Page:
Monday, 5 November 2012

A Picture of a Man's (Miserable) Soul

Last week, the National Portrait Gallery unveiled its latest high profile acquisition – a portrait of a relatively young Winston Churchill, painted in 1916 – to great fanfare.  The excitement surrounding this event is understandable considering this is only the second time in its almost 100-year history that the painting has gone on public display - apart from a brief outing seven years ago when it was featured in an exhibition at the Imperial War Museum, it has languished virtually unseen in the home of Churchill’s grandson. 

However, following the death of said grandson (also called Winston) in 2010, the NPG has been in talks with the Churchill estate to acquire the piece on long-term loan – and the fruits of these labours are now available for all to see, hanging in the gallery’s 20th Century room.

This painting is significant for a variety of reasons. Firstly, it was painted by the celebrated World War One portraitist, William Orpen and is undeniably a very accomplished work – in fact, it is believed by many to be the finest portrait of the statesman in existence.  But perhaps the most noteworthy aspect of this piece is its rather unique historical provenance.

Churchill began sitting for Orpen in the immediate aftermath of the disastrous Gallipoli campaign – a failed operation to capture Constantinople (the capital of the Ottoman Empire), which had been masterminded by Churchill in his capacity as First Lord of the Admiralty, and which had cost the lives of some 46,000 Allied troops (mostly ANZAC – Australian and New Zealand Army Corps – forces). 

The fall from grace had been spectacular – as a consequence of his fatal miscalculations (which were based, to some extent, on incorrect intelligence) Churchill was forced to resign from his beloved politics in the face of accusations of irresponsible leadership.   He was also facing ian inquiry by the Dardanelle’s Commission, which was set up to investigate the reasons for the Gallipoli campaign’s catastrophic failure (an inquiry, incidentally, which ultimately concluded that Churchill was not, in fact, personally responsible).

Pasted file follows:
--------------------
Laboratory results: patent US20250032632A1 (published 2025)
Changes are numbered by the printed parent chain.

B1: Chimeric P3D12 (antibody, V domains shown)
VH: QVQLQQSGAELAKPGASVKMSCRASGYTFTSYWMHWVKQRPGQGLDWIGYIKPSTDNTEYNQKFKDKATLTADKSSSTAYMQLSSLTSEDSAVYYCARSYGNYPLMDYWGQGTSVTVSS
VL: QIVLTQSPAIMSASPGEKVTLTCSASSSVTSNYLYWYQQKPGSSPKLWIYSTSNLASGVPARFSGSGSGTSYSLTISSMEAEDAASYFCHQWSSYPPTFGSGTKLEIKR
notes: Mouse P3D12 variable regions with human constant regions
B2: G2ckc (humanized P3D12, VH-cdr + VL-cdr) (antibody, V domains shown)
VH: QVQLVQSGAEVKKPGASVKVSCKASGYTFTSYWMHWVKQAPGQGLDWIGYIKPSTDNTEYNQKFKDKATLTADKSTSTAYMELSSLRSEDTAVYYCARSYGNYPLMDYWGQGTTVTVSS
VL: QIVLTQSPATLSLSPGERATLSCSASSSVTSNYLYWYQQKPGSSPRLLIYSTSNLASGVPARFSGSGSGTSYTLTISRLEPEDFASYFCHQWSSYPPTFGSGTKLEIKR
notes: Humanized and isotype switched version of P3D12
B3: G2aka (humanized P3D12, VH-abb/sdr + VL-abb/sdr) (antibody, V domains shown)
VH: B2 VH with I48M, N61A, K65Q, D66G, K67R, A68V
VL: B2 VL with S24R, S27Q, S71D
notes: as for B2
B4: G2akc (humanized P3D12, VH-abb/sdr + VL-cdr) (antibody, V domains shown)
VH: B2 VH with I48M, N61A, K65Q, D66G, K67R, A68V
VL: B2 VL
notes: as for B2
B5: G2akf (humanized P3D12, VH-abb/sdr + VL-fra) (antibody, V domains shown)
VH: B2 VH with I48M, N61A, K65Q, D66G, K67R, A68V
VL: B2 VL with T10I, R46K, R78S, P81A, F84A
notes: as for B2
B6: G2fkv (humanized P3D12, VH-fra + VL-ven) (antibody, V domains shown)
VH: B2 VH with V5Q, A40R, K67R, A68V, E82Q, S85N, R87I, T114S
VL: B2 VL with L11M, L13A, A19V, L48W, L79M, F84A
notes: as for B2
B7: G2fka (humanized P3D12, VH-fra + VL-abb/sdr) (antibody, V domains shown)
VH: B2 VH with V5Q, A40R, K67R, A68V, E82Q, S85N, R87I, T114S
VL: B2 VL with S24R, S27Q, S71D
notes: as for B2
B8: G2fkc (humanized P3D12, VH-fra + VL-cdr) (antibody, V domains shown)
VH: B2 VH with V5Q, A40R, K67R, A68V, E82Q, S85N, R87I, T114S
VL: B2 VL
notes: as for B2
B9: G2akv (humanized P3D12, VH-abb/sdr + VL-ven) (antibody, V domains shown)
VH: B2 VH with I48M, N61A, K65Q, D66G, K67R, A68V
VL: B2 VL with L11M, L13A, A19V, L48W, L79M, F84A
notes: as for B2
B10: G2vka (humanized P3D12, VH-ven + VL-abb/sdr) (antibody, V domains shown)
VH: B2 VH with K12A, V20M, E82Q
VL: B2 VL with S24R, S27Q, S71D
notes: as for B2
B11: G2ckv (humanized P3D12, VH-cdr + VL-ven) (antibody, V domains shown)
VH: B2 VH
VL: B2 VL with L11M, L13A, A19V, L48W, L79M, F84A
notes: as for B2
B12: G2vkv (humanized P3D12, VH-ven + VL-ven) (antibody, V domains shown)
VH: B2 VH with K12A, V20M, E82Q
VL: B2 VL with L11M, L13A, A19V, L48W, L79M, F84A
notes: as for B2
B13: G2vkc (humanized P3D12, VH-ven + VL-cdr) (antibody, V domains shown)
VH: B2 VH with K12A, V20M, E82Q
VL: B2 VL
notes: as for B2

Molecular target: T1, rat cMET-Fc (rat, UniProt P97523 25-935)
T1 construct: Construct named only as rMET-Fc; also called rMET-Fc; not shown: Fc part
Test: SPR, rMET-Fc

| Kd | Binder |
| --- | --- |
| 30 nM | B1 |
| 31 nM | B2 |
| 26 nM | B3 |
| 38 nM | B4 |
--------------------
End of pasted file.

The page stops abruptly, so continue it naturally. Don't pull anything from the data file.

All of the turmoil of this period is reflected in the painting itself.  There is no sign of the brash self-confidence typical of Churchill in his later years.  We see instead a man weighed down by disappointment and doubt.  His eyes appear tormented by … what? Guilt? Regret? Self-reproach? Perhaps a combination of all three.  He could not have known then that he would be exonerated by the Commission (technically, if not morally).  Neither could he have known that his political career was far from over, that history would grant him a chance to rehabilitate his reputation.  And, above all, he could not have known that he would one day be regarded as Great Britain’s finest ever statesman. 

But even when these events did come to pass, it seems Churchill never forgot the lessons learned in 1915/16.  Of all the portraits ever painted of him, Orpen’s is the one he valued most.  He kept it all his life.  "It is not the picture of a man,” he said.” It is the picture of a man's soul."

About the artist: Major Sir William Orpen was an Irish artist and an official World War One painter.  He captured many disturbing images on the Western Front, including paintings of dead soldiers and German prisoners of war.  In 1918, he was made a Knight of the British Empire (KBE), and the following year was elected to the Royal Academy of Arts as a Royal Academician.  Orpen died in 1931 in London, aged 53 years.  He is buried at Putney Vale Cemetery. 

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